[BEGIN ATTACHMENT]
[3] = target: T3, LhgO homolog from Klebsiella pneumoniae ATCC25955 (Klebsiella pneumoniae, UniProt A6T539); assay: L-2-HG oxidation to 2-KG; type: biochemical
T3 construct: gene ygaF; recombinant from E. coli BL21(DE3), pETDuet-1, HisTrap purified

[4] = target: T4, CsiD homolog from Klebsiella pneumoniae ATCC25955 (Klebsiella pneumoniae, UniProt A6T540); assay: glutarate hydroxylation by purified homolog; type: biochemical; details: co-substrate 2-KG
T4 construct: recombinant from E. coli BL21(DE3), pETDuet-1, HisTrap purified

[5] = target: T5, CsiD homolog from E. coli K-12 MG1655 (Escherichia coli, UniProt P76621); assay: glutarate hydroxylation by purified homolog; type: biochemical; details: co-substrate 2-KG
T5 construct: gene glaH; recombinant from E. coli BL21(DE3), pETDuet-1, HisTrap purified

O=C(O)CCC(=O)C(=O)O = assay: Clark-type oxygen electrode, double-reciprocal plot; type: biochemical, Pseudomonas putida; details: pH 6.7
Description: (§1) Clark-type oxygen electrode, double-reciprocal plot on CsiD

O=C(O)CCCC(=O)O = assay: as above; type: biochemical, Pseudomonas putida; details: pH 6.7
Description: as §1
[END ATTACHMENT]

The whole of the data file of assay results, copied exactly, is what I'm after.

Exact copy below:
[3] = target: T3, LhgO homolog from Klebsiella pneumoniae ATCC25955 (Klebsiella pneumoniae, UniProt A6T539); assay: L-2-HG oxidation to 2-KG; type: biochemical
T3 construct: gene ygaF; recombinant from E. coli BL21(DE3), pETDuet-1, HisTrap purified

[4] = target: T4, CsiD homolog from Klebsiella pneumoniae ATCC25955 (Klebsiella pneumoniae, UniProt A6T540); assay: glutarate hydroxylation by purified homolog; type: biochemical; details: co-substrate 2-KG
T4 construct: recombinant from E. coli BL21(DE3), pETDuet-1, HisTrap purified

[5] = target: T5, CsiD homolog from E. coli K-12 MG1655 (Escherichia coli, UniProt P76621); assay: glutarate hydroxylation by purified homolog; type: biochemical; details: co-substrate 2-KG
T5 construct: gene glaH; recombinant from E. coli BL21(DE3), pETDuet-1, HisTrap purified

O=C(O)CCC(=O)C(=O)O = assay: Clark-type oxygen electrode, double-reciprocal plot; type: biochemical, Pseudomonas putida; details: pH 6.7
Description: (§1) Clark-type oxygen electrode, double-reciprocal plot on CsiD

O=C(O)CCCC(=O)O = assay: as above; type: biochemical, Pseudomonas putida; details: pH 6.7
Description: as §1